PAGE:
Morrissey is to sue the NME after it failed to apologise for an article focusing on his views on immigration.
Morrissey denies his comments were inflammatory
The magazine criticised the former Smiths star for allegedly telling a reporter Britain had lost its identity due to high levels of immigration.
An NME spokesman confirmed they have received two writs for the magazine and its editor Conor McNicholas.
"NME takes the matter extremely seriously and we are in discussion with our legal representatives," he added.
A deadline to print the retraction passed at 1300GMT on Thursday.
In a statement, the singer's lawyers said: "Their only response to this deadline was to say that they 'do not have time to respond to the allegations.'"
The magazine quoted Morrissey allegedly saying: "Although I don't have anything against people from other countries, the higher the influx into England the more the British identity disappears. So the price is enormous.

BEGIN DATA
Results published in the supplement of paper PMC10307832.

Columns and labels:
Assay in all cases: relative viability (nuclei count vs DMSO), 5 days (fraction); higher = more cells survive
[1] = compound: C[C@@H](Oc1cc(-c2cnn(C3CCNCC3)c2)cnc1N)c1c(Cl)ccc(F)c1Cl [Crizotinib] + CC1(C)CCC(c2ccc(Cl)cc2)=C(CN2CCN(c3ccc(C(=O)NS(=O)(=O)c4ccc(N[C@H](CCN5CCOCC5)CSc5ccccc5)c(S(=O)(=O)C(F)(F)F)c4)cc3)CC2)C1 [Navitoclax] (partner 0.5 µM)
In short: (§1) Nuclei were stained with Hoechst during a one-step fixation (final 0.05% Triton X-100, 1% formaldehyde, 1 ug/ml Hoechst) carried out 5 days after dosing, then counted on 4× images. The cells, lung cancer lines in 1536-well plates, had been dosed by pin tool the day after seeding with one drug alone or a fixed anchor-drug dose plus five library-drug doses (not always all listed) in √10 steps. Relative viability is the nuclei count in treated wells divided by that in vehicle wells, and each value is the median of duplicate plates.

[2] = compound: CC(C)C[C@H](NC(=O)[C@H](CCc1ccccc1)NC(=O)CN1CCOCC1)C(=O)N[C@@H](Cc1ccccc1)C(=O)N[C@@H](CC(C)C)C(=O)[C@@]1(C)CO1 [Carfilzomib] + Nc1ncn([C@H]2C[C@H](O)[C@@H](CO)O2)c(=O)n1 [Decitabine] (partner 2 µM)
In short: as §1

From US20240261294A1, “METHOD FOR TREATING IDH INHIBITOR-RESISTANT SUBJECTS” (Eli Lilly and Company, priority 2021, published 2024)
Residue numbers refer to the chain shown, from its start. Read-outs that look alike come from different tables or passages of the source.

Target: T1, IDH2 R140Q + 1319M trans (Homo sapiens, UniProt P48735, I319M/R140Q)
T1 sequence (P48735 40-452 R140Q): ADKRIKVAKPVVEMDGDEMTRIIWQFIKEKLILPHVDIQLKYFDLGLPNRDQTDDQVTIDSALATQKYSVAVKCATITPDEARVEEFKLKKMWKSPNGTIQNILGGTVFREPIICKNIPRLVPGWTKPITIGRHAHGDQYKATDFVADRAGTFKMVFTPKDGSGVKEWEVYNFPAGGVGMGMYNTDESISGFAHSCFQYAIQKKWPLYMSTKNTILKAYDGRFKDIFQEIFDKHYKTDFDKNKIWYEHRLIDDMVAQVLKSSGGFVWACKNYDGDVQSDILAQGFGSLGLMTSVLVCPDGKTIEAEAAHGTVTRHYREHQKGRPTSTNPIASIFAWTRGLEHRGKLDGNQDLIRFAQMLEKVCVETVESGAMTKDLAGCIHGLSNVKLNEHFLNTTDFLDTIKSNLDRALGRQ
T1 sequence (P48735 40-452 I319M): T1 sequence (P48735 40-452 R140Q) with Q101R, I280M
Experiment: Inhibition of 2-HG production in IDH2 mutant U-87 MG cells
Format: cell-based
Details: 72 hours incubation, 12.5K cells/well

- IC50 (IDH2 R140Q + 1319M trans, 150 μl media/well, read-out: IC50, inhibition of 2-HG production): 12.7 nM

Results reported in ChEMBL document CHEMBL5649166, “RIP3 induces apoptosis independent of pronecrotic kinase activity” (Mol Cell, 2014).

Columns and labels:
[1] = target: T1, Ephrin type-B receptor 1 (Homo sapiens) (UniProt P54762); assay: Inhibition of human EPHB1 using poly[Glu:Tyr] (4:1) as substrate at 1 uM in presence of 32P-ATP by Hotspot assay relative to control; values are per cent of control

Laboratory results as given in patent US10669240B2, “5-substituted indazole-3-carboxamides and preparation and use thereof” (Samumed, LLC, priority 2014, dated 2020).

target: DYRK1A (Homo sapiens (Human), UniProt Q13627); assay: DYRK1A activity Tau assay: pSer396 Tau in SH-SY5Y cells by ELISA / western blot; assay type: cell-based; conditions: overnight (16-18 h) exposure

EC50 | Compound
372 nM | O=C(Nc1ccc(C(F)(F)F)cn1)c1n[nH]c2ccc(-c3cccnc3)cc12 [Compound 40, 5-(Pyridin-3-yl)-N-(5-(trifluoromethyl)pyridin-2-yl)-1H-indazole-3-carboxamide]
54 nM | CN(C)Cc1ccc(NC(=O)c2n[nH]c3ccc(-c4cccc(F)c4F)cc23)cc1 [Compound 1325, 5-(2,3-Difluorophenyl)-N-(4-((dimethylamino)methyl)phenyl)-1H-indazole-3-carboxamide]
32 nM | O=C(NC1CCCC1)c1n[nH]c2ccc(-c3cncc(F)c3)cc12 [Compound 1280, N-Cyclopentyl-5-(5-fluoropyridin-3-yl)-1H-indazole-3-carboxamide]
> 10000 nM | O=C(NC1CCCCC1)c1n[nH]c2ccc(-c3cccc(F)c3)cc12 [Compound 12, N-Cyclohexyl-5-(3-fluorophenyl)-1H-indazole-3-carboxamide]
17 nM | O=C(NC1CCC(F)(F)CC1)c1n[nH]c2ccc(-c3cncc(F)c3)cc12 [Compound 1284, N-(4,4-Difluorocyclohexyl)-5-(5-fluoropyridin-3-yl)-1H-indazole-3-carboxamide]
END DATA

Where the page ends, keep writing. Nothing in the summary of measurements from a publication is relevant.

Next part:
"If you travel to Germany, it's still absolutely Germany. If you travel to Sweden, it still has a Swedish identity.
"But travel to England and you have no idea where you are," the singer is reported to have said.
The 48-year-old, who has spent the last decade in Rome and Los Angeles, was apparently responding to a question about whether he would return to live in the UK.
In a follow-up interview concerning his comments, the NME reported that Morrissey had said: "It could be construed that the reason I wouldn't wish to live in England is the immigration explosion. And that's not true at all."
"There are other reasons why I would find England very difficult, such as the expense and the pressure," he said.
He is alleged to have added that he did not think his comments were inflammatory, but were "a statement of fact".
The singer's manager accused the NME of "character assassination" on the singer's fan website, True To You.
Tim Jonze, the freelance journalist who interviewed Morrissey, told the BBC that he didn't approve of the singer's comments and had found them "offensive".
He said he had asked for his name to be removed from the article because it had been rewritten.
"I didn't want my name on something I hadn't written, even if some of it might have been similar to what I wrote originally," he said.